Colorado to Utah

I stop at Atlas Purveyors to grab a coffee and a peppermint hot chocolate.  It’s just after 7am and I need fuel for the day. Stop lights, one way streets, and multiple-lane roadways soon turn into I70.

The mountains tower over me and my car.  It’s reminiscent of the overwhelming presence that the buildings of Manhattan demand.  I can’t help but look up; look around.  Sometimes there is a creek that the highway mimics–the reason that this highway was able to be built. The public presidential inauguration is on on my radio.  He has yet to arrive but the NPR commentators are speaking of the history that is associated with the presidential inauguration.  Where it has taken place, past presidential traditions, the weather at the last inauguration, the fact that President Obama is one of a few presidents who has had to be sworn in publicly in addition to a private swearing in that is constitutionally mandated.  Furthermore, it is Dr. Martin Luther King Jr. Day.  Just as historical, there are many ‘firsts’ that will be occurring at this inauguration… the first openly gay poet, the first Hispanic justice to swear in the vice president.  

By the time President Obama has taken the oath and begun his speech, the towering rock walls of canyons have turned into plains. The temperature has dropped; it’s in the low twenties.  Again, history is brought into conversation in the President’s speech, referring to events in Selma, Stonewall, and one other I’m unable to recall at the moment. I can’t help but think about history in the context of my present situation as I listen to the President’s words.  Covered wagons come to mind, the ‘iron horse’, and iconic references such as The Donner Party.

I’ve crossed over the border now.  Mountains are many miles away.  As far as my eyes can see is a barren wasteland.  There’s nothing.  I look down at my gas gauge… Ah okay, I’m good on gas for a while.  For the next couple of hours I am joined on this part of my journey, by the road, my car, other travelers on the highway, and a land that seems like it would support very little life at this moment in time.  The car says it’s 11 degrees out.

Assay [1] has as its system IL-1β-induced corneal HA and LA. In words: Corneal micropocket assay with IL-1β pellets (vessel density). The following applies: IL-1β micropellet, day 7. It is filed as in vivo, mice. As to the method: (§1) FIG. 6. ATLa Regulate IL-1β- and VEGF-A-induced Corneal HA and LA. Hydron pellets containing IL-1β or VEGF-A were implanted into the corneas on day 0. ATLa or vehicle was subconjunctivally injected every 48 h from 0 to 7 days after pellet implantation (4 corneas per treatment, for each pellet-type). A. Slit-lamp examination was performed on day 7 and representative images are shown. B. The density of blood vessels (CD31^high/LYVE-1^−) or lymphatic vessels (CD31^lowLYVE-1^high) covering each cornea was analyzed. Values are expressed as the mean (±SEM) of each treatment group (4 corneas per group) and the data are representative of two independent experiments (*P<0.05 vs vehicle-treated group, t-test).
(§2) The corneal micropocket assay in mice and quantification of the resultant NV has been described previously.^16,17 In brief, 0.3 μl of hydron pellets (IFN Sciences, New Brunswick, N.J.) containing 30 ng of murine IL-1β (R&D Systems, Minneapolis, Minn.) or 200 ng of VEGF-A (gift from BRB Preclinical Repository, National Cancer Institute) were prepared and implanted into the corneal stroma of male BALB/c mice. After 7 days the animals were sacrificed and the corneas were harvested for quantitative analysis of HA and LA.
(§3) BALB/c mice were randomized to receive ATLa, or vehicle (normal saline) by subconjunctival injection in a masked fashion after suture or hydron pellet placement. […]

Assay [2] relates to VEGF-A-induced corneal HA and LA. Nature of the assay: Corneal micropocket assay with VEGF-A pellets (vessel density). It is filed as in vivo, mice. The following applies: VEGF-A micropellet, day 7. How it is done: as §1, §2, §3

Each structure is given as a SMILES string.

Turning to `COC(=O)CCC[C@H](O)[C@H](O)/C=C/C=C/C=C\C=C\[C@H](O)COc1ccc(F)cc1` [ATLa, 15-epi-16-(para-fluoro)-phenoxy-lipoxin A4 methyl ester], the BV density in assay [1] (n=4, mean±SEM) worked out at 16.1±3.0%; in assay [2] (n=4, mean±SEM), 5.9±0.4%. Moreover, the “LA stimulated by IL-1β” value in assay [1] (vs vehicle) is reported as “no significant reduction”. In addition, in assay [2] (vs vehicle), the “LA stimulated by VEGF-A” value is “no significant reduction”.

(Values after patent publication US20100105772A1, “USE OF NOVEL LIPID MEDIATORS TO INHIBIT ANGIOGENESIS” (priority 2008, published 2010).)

I think for a moment.  What was this land like two hundred years ago when it was beginning to be settled?  How did people survive out here?  Surely it wasn’t possible during the winter.  Even in the summer, this is the desert, the environment would most likely not have shown mercy.  I see a train in the distance… The era of the industrial revolution and the vast expansion that occurred during the second half of the 19th century pops into my mind.  It’s as if I am looking at history, past and present, all in one right there.  That’s how this region was settled, and that’s how it continues to be developed and nourished.

Folks, this is the West.  The land of cowboys and cattle.  Mountains and plains.  Desert and rivers.  Majestic vistas and harsh conditions.









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